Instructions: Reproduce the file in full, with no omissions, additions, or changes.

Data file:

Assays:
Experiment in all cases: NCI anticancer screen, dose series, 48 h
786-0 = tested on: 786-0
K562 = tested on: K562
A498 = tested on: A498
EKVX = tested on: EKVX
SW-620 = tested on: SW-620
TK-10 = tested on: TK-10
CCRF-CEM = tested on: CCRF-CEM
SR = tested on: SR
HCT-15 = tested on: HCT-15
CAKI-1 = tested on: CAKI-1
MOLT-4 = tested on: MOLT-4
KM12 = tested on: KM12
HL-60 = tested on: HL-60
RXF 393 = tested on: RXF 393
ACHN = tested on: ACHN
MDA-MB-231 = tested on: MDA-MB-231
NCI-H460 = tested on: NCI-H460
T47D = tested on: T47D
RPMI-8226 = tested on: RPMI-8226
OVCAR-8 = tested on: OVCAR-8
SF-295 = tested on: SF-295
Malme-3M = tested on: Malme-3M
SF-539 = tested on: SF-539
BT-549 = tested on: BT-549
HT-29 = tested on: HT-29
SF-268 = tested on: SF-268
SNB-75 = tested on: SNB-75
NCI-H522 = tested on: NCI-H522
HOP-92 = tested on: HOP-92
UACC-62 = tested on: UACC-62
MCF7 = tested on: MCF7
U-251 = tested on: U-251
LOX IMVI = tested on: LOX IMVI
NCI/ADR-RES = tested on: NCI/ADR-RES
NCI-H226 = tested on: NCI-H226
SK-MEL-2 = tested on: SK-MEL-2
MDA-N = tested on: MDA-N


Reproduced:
Assays:
Experiment in all cases: NCI anticancer screen, dose series, 48 h
786-0 = tested on: 786-0
K562 = tested on: K562
A498 = tested on: A498
EKVX = tested on: EKVX
SW-620 = tested on: SW-620
TK-10 = tested on: TK-10
CCRF-CEM = tested on: CCRF-CEM
SR = tested on: SR
HCT-15 = tested on: HCT-15
CAKI-1 = tested on: CAKI-1
MOLT-4 = tested on: MOLT-4
KM12 = tested on: KM12
HL-60 = tested on: HL-60
RXF 393 = tested on: RXF 393
ACHN = tested on: ACHN
MDA-MB-231 = tested on: MDA-MB-231
NCI-H460 = tested on: NCI-H460
T47D = tested on: T47D
RPMI-8226 = tested on: RPMI-8226
OVCAR-8 = tested on: OVCAR-8
SF-295 = tested on: SF-295
Malme-3M = tested on: Malme-3M
SF-539 = tested on: SF-539
BT-549 = tested on: BT-549
HT-29 = tested on: HT-29
SF-268 = tested on: SF-268
SNB-75 = tested on: SNB-75
NCI-H522 = tested on: NCI-H522
HOP-92 = tested on: HOP-92
UACC-62 = tested on: UACC-62
MCF7 = tested on: MCF7
U-251 = tested on: U-251
LOX IMVI = tested on: LOX IMVI
NCI/ADR-RES = tested on: NCI/ADR-RES
NCI-H226 = tested on: NCI-H226
SK-MEL-2 = tested on: SK-MEL-2
MDA-N = tested on: MDA-N